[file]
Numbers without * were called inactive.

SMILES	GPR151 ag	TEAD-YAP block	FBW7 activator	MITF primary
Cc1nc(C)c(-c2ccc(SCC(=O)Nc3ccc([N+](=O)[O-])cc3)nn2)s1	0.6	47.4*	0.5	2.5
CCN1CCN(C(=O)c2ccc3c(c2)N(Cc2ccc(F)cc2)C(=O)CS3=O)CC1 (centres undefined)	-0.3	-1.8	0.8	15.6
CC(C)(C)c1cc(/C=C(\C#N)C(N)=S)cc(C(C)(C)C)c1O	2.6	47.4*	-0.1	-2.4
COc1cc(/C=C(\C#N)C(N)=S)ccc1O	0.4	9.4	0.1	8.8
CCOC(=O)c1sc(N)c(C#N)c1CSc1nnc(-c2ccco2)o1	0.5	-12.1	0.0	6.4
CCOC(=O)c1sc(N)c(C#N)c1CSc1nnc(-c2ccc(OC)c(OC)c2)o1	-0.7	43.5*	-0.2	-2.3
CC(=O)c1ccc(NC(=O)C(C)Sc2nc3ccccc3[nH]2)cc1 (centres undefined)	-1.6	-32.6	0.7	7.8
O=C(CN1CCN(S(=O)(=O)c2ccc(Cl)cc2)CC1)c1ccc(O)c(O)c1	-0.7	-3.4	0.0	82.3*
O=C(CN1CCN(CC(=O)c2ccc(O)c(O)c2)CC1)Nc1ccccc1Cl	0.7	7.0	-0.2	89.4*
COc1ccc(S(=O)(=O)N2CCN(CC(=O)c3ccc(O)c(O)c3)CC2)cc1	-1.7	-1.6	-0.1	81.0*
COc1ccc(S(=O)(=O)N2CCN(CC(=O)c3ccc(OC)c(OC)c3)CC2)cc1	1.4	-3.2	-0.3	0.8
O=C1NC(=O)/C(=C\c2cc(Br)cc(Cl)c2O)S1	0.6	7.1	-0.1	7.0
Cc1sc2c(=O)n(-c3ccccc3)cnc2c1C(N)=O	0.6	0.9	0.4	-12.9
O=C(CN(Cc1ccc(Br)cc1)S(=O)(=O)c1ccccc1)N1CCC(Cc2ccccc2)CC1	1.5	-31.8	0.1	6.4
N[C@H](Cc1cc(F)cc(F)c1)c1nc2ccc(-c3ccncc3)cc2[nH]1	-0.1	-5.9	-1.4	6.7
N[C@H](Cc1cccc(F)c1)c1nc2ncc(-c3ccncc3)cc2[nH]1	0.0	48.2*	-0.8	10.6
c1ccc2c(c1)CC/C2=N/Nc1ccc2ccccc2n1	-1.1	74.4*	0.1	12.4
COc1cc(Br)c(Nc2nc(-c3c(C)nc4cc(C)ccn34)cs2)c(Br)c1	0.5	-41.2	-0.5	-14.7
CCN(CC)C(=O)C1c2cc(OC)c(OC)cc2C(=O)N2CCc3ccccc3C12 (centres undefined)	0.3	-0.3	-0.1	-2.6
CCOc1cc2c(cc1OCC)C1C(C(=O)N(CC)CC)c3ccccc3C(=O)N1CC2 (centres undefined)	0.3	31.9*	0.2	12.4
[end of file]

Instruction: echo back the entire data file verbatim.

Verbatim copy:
Numbers without * were called inactive.

SMILES	GPR151 ag	TEAD-YAP block	FBW7 activator	MITF primary
Cc1nc(C)c(-c2ccc(SCC(=O)Nc3ccc([N+](=O)[O-])cc3)nn2)s1	0.6	47.4*	0.5	2.5
CCN1CCN(C(=O)c2ccc3c(c2)N(Cc2ccc(F)cc2)C(=O)CS3=O)CC1 (centres undefined)	-0.3	-1.8	0.8	15.6
CC(C)(C)c1cc(/C=C(\C#N)C(N)=S)cc(C(C)(C)C)c1O	2.6	47.4*	-0.1	-2.4
COc1cc(/C=C(\C#N)C(N)=S)ccc1O	0.4	9.4	0.1	8.8
CCOC(=O)c1sc(N)c(C#N)c1CSc1nnc(-c2ccco2)o1	0.5	-12.1	0.0	6.4
CCOC(=O)c1sc(N)c(C#N)c1CSc1nnc(-c2ccc(OC)c(OC)c2)o1	-0.7	43.5*	-0.2	-2.3
CC(=O)c1ccc(NC(=O)C(C)Sc2nc3ccccc3[nH]2)cc1 (centres undefined)	-1.6	-32.6	0.7	7.8
O=C(CN1CCN(S(=O)(=O)c2ccc(Cl)cc2)CC1)c1ccc(O)c(O)c1	-0.7	-3.4	0.0	82.3*
O=C(CN1CCN(CC(=O)c2ccc(O)c(O)c2)CC1)Nc1ccccc1Cl	0.7	7.0	-0.2	89.4*
COc1ccc(S(=O)(=O)N2CCN(CC(=O)c3ccc(O)c(O)c3)CC2)cc1	-1.7	-1.6	-0.1	81.0*
COc1ccc(S(=O)(=O)N2CCN(CC(=O)c3ccc(OC)c(OC)c3)CC2)cc1	1.4	-3.2	-0.3	0.8
O=C1NC(=O)/C(=C\c2cc(Br)cc(Cl)c2O)S1	0.6	7.1	-0.1	7.0
Cc1sc2c(=O)n(-c3ccccc3)cnc2c1C(N)=O	0.6	0.9	0.4	-12.9
O=C(CN(Cc1ccc(Br)cc1)S(=O)(=O)c1ccccc1)N1CCC(Cc2ccccc2)CC1	1.5	-31.8	0.1	6.4
N[C@H](Cc1cc(F)cc(F)c1)c1nc2ccc(-c3ccncc3)cc2[nH]1	-0.1	-5.9	-1.4	6.7
N[C@H](Cc1cccc(F)c1)c1nc2ncc(-c3ccncc3)cc2[nH]1	0.0	48.2*	-0.8	10.6
c1ccc2c(c1)CC/C2=N/Nc1ccc2ccccc2n1	-1.1	74.4*	0.1	12.4
COc1cc(Br)c(Nc2nc(-c3c(C)nc4cc(C)ccn34)cs2)c(Br)c1	0.5	-41.2	-0.5	-14.7
CCN(CC)C(=O)C1c2cc(OC)c(OC)cc2C(=O)N2CCc3ccccc3C12 (centres undefined)	0.3	-0.3	-0.1	-2.6
CCOc1cc2c(cc1OCC)C1C(C(=O)N(CC)CC)c3ccccc3C(=O)N1CC2 (centres undefined)	0.3	31.9*	0.2	12.4